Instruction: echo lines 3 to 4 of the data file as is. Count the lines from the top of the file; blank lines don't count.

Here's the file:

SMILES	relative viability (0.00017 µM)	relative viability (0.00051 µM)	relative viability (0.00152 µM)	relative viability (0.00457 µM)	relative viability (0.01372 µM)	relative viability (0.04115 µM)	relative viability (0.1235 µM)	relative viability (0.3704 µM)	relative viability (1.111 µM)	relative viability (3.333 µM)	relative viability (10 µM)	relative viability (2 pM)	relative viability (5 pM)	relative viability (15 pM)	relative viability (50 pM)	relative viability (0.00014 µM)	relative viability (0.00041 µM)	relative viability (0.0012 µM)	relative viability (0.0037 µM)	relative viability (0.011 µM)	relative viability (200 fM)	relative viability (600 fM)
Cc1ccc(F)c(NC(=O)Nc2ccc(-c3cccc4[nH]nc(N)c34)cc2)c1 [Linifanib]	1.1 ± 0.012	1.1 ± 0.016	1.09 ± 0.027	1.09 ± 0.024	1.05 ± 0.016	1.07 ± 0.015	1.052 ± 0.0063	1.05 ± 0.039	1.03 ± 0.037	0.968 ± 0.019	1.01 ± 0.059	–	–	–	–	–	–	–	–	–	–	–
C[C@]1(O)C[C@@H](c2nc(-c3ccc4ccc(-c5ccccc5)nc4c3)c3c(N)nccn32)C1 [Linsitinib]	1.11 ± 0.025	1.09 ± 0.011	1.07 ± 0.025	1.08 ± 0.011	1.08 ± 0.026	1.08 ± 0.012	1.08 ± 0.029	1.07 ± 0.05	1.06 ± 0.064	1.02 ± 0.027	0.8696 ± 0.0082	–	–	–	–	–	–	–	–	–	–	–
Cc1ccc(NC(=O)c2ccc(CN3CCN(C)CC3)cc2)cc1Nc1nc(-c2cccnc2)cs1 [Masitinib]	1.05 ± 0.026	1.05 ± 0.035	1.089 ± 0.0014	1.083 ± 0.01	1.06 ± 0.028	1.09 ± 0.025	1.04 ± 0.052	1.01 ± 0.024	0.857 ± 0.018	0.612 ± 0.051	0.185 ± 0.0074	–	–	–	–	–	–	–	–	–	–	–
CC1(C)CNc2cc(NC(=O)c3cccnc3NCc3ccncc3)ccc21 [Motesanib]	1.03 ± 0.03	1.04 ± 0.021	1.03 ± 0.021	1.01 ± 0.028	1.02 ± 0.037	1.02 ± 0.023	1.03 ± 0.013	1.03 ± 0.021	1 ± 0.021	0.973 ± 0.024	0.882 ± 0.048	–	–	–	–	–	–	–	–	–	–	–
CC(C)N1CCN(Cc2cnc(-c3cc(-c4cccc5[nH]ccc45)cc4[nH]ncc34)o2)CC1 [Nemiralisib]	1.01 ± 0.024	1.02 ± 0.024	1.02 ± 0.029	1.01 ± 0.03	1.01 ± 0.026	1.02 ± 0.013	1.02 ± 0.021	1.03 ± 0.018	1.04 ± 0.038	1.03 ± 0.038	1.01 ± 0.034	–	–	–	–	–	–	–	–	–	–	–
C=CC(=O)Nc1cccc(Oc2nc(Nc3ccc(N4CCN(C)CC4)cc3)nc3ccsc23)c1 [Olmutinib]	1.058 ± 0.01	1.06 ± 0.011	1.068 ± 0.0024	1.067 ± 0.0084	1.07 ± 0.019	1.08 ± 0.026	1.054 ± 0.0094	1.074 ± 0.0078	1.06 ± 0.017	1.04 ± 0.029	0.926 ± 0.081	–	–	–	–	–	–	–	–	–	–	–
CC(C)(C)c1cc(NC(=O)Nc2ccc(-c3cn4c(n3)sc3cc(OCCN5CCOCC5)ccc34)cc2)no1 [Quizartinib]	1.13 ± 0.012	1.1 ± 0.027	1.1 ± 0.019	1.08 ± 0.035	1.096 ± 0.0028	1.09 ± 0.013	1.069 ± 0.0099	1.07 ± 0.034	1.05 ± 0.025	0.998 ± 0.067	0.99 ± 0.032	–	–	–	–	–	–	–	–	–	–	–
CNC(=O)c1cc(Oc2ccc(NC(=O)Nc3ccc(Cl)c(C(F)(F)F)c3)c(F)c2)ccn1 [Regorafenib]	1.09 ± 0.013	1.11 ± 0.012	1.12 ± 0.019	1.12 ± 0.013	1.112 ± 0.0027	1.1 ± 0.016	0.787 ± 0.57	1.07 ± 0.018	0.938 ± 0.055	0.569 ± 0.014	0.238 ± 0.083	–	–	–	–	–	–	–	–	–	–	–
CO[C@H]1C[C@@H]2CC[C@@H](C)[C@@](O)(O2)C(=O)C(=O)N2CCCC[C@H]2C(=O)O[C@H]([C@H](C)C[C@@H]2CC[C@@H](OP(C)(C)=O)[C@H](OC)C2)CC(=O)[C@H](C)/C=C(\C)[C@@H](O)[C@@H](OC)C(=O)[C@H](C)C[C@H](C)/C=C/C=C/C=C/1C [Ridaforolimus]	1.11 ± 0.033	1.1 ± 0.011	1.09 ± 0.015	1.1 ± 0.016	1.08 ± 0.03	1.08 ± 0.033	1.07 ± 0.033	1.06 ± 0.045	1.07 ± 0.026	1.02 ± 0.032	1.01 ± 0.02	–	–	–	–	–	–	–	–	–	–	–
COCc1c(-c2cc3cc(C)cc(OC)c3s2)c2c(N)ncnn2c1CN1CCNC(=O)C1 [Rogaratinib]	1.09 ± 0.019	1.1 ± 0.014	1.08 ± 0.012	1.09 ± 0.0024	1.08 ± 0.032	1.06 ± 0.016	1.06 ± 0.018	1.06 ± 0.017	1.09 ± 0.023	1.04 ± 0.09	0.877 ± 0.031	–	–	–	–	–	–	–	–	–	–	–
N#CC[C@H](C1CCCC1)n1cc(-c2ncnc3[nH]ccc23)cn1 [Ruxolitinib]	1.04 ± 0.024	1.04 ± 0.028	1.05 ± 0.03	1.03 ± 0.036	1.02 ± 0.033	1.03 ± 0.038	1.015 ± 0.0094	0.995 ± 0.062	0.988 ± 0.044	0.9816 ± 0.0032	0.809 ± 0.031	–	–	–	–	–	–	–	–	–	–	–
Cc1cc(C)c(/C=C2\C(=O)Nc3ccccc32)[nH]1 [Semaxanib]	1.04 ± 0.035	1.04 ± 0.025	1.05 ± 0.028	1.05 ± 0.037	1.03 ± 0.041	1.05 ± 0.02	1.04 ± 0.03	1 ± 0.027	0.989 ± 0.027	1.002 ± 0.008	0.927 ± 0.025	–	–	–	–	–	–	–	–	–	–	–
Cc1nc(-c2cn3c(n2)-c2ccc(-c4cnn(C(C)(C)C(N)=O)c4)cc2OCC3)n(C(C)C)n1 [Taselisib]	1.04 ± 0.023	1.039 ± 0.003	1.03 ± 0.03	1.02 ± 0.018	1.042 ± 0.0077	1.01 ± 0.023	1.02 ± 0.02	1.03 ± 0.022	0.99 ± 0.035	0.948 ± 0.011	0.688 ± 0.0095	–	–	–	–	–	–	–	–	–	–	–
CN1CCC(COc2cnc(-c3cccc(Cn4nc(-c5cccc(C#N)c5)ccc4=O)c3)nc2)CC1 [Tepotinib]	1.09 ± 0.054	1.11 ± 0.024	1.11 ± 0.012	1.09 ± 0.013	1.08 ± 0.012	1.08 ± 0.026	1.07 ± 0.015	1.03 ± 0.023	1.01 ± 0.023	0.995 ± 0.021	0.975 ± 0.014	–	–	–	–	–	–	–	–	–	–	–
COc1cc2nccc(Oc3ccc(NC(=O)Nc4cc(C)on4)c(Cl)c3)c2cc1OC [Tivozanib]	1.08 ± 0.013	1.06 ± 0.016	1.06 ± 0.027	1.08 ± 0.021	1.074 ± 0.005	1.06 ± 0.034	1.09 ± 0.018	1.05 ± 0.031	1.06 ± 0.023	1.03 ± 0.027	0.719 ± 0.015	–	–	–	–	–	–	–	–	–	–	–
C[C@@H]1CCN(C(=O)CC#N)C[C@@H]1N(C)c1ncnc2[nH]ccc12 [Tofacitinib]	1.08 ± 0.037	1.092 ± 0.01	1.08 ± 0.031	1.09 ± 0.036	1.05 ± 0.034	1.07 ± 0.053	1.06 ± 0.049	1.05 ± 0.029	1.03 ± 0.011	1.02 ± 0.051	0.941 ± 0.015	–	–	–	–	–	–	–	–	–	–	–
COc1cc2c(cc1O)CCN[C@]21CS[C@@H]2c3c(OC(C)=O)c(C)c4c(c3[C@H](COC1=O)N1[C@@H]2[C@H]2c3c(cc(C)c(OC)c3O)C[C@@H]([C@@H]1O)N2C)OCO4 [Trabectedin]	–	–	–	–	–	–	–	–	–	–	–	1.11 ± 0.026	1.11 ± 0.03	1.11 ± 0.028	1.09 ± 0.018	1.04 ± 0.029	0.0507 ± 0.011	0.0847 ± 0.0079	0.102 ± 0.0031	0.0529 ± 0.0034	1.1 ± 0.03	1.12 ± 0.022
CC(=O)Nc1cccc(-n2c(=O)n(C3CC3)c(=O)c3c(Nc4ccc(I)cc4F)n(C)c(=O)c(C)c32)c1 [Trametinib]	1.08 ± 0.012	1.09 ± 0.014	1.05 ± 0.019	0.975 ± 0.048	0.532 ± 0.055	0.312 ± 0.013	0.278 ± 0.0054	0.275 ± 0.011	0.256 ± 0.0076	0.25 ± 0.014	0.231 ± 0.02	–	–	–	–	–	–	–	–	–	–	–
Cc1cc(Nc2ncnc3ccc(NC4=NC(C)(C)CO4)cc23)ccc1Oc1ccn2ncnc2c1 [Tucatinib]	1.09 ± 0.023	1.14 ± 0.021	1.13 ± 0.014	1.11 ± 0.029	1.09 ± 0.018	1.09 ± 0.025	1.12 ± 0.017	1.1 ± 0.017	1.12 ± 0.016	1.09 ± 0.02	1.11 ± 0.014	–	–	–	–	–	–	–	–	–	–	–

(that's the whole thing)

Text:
C[C@]1(O)C[C@@H](c2nc(-c3ccc4ccc(-c5ccccc5)nc4c3)c3c(N)nccn32)C1 [Linsitinib]	1.11 ± 0.025	1.09 ± 0.011	1.07 ± 0.025	1.08 ± 0.011	1.08 ± 0.026	1.08 ± 0.012	1.08 ± 0.029	1.07 ± 0.05	1.06 ± 0.064	1.02 ± 0.027	0.8696 ± 0.0082	–	–	–	–	–	–	–	–	–	–	–
Cc1ccc(NC(=O)c2ccc(CN3CCN(C)CC3)cc2)cc1Nc1nc(-c2cccnc2)cs1 [Masitinib]	1.05 ± 0.026	1.05 ± 0.035	1.089 ± 0.0014	1.083 ± 0.01	1.06 ± 0.028	1.09 ± 0.025	1.04 ± 0.052	1.01 ± 0.024	0.857 ± 0.018	0.612 ± 0.051	0.185 ± 0.0074	–	–	–	–	–	–	–	–	–	–	–